The new Tatuus PM-18. Photo: Indianapolis Motor Speedway, LLC Photography

Mazda Road to Indy: Inside the Tatuus PM-18 first test

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Since 2004, the series now known as the Pro Mazda Championship presented by Cooper Tires has used an Elan chassis. While it has been a valuable tool that has helped drivers like Marco Andretti, James Hinchcliffe, Spencer Pigot, Graham Rahal, Conor Daly and more climb their way up to the Verizon IndyCar Series, the series was in desperate need of something new, especially given the early success of the Dallara IL-15 (Indy Lights) and Tatuus USF-17 (USF2000).

Enter: the Tatuus PM-18. When it hit the track for a shakedown at Autobahn Country Club and then a full two days of development testing at Mid-Ohio Sports Car Course, the equipment revamp for the Mazda Road to Indy presented by Cooper Tires was complete.

Development of the new chassis went surprisingly quickly. Scot Elkins, project manager of the PM-18 and Race Director of the Cooper Tires USF2000 Championship Powered by Mazda, explained that the quick development occurred because the PM-18 is based on the USF-17 and shares the same monocoque.

“It went really quickly, honestly, because most of the work that we had done on the USF-17 kind of carries over to the PM-18,” Elkins told NBC Sports. “So, a lot of the development in terms of the suspension, the braking system: a lot of that was already done. We were actually able to do a lot of the work toward the end of ’16, to the point that we actually had a prototype in December at the Performance Racing Industry show.”

Scot Elkins during testing for the Tatuus PM-18. Photo: Indianapolis Motor Speedway, LLC Photography

As Elkins highlighted, the common monocoque makes it easier for drivers and teams to move from USF2000 to Pro Mazda, and not just in terms of carrying knowledge over from one chassis to the next. Costs should also be reduced due to the similarities.

“Cost is always a top two or three item when you’re introducing a new car, because it requires everybody to all of the sudden turn over and come up with the capital investment to buy the new car,” Elkins said about the process of buying all new equipment. “In regards to the PM-18, especially the transition from the USF-17 to the PM-18: cost was even a bigger factor because the idea was you invested your capital in the USF-17, and the switch to the new car, the PM-18, was a much, much smaller cost, which allows you to move up much easier.”

As a result, while there are plenty of performance enhancements on the PM-18, the team were keen to ensure none made costs skyrocket. “It was one of those things where we wanted to keep (costs) as low as possible. And frankly, the number of changes between the two cars is pretty minimal as well, but yet we’ve increased the performance massively,” Elkins asserted.

Among the enhancements are more sophisticated aerodynamics, larger tires, and a 2.0-liter Mazda MZR-PM18A engine that produces 275 horsepower, 100 more than the USF-17.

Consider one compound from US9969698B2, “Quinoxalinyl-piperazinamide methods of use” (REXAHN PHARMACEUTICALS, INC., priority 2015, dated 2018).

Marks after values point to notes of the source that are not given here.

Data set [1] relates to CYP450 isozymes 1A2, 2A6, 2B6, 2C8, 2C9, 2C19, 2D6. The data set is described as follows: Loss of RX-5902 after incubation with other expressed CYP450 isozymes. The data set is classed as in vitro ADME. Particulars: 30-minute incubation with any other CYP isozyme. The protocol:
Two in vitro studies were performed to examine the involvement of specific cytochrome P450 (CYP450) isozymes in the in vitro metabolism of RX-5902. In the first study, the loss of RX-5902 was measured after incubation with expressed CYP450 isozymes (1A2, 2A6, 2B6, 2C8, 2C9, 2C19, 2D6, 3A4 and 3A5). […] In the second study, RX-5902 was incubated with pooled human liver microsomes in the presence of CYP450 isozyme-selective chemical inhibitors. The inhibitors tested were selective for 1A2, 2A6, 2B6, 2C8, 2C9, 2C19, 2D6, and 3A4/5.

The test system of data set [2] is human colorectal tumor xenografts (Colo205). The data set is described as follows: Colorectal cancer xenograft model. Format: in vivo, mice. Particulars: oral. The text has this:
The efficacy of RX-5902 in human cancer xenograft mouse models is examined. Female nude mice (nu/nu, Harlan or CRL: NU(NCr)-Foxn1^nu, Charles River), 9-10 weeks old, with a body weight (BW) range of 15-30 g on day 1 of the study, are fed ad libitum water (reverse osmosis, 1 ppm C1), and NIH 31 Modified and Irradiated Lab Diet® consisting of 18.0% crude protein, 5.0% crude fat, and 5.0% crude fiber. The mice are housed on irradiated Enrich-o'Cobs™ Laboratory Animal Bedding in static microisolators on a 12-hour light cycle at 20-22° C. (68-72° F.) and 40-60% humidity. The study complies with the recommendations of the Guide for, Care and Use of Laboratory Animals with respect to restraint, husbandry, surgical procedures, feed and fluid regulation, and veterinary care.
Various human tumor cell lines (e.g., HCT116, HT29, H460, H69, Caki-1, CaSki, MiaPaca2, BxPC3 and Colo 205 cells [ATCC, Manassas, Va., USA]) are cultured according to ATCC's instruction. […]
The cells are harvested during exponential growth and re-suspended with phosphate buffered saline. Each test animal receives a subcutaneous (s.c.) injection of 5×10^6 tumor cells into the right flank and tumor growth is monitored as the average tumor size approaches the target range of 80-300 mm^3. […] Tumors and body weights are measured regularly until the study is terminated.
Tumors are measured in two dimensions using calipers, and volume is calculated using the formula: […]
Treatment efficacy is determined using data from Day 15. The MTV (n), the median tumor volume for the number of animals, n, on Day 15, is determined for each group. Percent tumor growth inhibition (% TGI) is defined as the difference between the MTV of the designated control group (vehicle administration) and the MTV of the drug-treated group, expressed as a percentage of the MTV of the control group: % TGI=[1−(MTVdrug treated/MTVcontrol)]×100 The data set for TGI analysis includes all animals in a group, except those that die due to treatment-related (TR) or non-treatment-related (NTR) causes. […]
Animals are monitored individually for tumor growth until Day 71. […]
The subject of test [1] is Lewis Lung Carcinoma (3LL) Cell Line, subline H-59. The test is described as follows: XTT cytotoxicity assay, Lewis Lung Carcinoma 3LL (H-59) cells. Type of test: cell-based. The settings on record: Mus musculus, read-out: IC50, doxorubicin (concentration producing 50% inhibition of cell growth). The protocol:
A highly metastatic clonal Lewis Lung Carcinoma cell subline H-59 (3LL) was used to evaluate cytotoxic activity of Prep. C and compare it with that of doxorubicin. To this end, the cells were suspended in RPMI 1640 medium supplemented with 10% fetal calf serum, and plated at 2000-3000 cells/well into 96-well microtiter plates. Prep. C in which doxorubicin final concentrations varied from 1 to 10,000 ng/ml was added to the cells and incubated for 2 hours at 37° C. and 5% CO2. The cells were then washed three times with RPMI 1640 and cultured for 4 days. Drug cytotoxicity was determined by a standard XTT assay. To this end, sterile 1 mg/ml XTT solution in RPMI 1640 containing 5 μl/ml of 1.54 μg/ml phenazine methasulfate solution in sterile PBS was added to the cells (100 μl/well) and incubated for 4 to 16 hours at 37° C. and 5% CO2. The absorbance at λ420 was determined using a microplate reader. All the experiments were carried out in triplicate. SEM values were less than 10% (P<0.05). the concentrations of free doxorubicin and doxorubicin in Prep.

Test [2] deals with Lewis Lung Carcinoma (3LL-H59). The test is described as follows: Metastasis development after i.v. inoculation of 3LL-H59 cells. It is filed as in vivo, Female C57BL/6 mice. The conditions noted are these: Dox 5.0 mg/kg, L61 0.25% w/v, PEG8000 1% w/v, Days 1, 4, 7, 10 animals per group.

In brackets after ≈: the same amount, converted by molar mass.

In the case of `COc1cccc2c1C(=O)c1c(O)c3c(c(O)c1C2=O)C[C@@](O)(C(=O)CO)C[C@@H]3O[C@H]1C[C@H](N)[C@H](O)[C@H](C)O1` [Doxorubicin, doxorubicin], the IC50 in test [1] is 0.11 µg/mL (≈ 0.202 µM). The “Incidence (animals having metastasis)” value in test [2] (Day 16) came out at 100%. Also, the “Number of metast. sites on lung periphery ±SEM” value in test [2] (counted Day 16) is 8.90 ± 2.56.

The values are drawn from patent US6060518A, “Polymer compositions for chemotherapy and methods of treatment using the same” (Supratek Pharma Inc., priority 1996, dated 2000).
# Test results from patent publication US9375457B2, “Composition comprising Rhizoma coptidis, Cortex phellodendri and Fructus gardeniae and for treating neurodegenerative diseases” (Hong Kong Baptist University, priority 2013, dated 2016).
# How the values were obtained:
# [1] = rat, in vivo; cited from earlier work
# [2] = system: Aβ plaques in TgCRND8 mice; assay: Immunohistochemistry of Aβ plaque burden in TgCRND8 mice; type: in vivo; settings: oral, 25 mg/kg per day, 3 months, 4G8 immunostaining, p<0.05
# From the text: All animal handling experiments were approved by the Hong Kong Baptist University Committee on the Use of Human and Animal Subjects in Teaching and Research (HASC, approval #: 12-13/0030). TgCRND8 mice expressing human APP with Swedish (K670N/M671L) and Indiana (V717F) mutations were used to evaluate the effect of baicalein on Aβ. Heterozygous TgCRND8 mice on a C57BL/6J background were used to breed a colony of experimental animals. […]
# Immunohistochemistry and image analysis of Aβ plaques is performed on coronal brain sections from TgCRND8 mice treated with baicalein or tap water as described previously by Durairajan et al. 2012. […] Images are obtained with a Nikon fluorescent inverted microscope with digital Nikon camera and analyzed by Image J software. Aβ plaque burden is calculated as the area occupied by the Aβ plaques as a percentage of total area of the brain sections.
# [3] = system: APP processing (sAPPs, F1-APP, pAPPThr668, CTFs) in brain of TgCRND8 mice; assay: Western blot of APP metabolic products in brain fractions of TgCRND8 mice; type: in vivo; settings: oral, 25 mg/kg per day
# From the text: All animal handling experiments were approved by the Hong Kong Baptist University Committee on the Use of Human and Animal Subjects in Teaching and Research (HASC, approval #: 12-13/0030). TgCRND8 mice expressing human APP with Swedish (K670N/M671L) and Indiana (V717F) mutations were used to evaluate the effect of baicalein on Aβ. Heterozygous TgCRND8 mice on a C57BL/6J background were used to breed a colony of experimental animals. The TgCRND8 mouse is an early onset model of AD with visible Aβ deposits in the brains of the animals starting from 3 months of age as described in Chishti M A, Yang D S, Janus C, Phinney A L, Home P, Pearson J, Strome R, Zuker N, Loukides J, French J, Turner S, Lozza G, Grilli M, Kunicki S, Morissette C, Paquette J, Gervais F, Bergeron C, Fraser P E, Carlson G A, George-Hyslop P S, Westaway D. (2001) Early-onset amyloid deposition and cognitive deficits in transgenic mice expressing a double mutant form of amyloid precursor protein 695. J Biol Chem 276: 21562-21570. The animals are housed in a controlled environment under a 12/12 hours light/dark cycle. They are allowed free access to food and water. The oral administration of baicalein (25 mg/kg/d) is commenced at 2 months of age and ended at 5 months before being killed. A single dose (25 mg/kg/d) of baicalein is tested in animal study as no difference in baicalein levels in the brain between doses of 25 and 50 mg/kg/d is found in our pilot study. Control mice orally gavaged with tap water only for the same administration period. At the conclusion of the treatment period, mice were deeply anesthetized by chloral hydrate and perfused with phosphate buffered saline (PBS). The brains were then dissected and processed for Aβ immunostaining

Still, while everything on paper said the car should work very well, it needed to hit the track for confirmation. Joel Miller, a Mazda factory driver in the IMSA WeatherTech SportsCar Championship who also did the testing for the USF-17, found out first-hand when he put the car through its paces.

“It’s a fun car to drive, let me tell everybody that, because you can still slide it around,” Miller explained. “When we did our race runs, you could still have rear tire degradation, which is good-you can’t just go out there and put your right foot down coming off the corner.”

Joel Miller is helping to develop the PM-18 chassis. Photo: Indianapolis Motor Speedway, LLC Photography

For Miller, development of the PM-18, as well as the USF-17 last year, differs immensely from his work with Mazda’s RT24-P. “Over at IMSA, developing the DPi is all about playing within the BoP plan within the given rules that IMSA lays out there. You always put together a wish list, and then might get two items on your wish list. Out here, developing (the Pro Mazda car), developing the USF2000 car last year: we were writing our own lists of what we needed,” he said in comparing the programs.

In addition to being a joy to drive, Miller also explained that the PM-18 will fit nicely into the Mazda Road to Indy and serve as a perfect “second rung” on the ladder. “This is going to be a great package, just because it’s faster than the USF2000 car, which it should be. And it’s going to find that very nice hole where it’s a couple seconds faster than a USF2000, and then an Indy Lights car is a couple seconds quicker than this.”

Specific to driver development, Miller also indicated that the uptick in performance will force a driver to be mindful of race craft and manage the equipment. Using tire management as an example, Miller explained, “If we went out there and for 45 minutes were able to run qualifying pace with no degradation, that’s maybe not the best thing because it doesn’t teach your driver how to keep the tires under him.”